“It’s a hugely intricate and sometimes difficult process that consumes untold hours of time,” he said. “Northampton wisely avoided all that and is zoning it like other businesses. They’re treating it like another product. By doing so, Northampton serves as a model for the entire country in that regard.”
Isaac Fleisher is an attorney who works primarily in the cannabis industry. He said Northampton has proven an attractive location, due to the high income, young population, and no requirements for a special permit. Instead, the city provides host community agreements — part of the process for such a business to open — to proposed stores in areas zoned for cannabis. He said this is a rarity in Massachusetts, as most towns and cities have a special permit process for marijuana establishments.
“As a lawyer, I don’t have a problem with the special permit,” Fleisher said. “It’s established by state law and there are rules for how a special permit is granted. It can be long and expensive, but it can be predictable.”
Ezra Parzybok is a consultant for the cannabis industry and feels the question of saturation is “incredibly difficult to pin down.” When stores began to open, he felt at that time that five was Northampton’s limit. But looking at the current situation, his opinion has changed and believes small towns can support more. He added that the concept of oversaturation is a gut response from those opposed to new stores and there’s often no evidence to support it.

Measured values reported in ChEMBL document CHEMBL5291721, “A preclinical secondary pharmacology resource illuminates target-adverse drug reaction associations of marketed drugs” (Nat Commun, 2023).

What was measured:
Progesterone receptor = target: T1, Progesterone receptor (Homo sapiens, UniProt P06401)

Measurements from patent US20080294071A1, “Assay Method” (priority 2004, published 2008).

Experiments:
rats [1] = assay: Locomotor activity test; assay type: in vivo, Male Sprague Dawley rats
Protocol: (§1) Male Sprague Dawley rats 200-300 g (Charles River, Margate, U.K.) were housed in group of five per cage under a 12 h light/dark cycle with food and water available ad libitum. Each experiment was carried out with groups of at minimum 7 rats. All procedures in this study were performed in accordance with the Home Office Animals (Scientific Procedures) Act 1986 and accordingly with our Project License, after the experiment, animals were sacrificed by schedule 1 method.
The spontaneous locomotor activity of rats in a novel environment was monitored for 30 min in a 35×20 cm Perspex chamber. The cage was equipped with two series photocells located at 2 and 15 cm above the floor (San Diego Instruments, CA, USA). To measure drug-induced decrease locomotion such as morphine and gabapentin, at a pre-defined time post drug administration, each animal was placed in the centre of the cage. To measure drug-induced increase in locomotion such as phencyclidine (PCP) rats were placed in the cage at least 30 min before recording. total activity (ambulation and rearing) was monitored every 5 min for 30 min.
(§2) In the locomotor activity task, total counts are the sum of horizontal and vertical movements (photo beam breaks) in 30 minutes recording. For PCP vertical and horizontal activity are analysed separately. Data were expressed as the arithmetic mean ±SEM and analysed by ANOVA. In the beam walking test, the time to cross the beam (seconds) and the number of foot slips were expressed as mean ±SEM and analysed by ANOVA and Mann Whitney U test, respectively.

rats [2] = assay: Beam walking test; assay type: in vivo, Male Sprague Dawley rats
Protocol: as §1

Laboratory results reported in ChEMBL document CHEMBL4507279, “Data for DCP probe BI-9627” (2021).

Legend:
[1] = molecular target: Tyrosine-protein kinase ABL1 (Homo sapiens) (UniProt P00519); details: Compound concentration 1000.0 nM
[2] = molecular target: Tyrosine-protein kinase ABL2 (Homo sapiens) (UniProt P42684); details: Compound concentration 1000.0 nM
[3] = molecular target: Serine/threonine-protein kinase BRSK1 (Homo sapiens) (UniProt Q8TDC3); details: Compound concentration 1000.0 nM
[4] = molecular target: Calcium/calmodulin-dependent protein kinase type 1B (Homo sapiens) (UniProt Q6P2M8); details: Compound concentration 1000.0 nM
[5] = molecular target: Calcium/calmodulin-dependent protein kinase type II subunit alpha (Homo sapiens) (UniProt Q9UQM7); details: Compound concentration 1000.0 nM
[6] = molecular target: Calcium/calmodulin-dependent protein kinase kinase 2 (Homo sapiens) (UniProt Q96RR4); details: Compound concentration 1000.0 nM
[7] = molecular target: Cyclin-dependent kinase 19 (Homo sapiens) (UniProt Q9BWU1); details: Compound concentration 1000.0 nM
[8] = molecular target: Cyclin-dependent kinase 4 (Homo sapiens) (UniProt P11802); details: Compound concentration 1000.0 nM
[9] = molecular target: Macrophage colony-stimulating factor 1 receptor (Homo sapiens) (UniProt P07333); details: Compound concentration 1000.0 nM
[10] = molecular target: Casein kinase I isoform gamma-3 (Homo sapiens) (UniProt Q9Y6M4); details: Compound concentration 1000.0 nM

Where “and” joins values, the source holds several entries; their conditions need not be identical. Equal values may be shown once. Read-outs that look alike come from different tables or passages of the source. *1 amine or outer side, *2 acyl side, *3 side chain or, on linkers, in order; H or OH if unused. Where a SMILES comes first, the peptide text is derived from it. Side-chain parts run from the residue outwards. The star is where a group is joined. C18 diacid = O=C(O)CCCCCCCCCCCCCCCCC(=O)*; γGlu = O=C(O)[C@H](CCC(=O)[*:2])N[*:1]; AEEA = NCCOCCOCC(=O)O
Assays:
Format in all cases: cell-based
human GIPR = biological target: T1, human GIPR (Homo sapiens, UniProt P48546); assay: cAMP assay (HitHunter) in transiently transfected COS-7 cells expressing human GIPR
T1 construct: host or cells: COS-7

“Six months ago, I said if there are 12 pot shops, I won’t be surprised,” Parzybok said. “Consumers of cannabis are out there and they can support more (stores).”
Fleisher and Parzybok agree that retail establishments haven’t had a detrimental effect on the city. There aren’t any long lines or traffic issues, and the tax revenue has been a strong benefit. However, those seeking to open a new cannabis store in Northampton should take the time to plan. Fleisher believes that another site in the downtown area may not succeed and that the proposed store in Florence was one of the few remaining places that would have worked, as those coming from the Hilltowns would pass by it.
Parzybok suggested that a smaller store with limited overhead and the manager working there have a better chance of survival.
“Northampton is about embracing small and local — we have a customer base that supports local business owners,” Parzybok said. “If the 12 pot shops in Northampton were small, it wouldn’t be the same level of saturation. We’re not getting the numbers we thought we were.”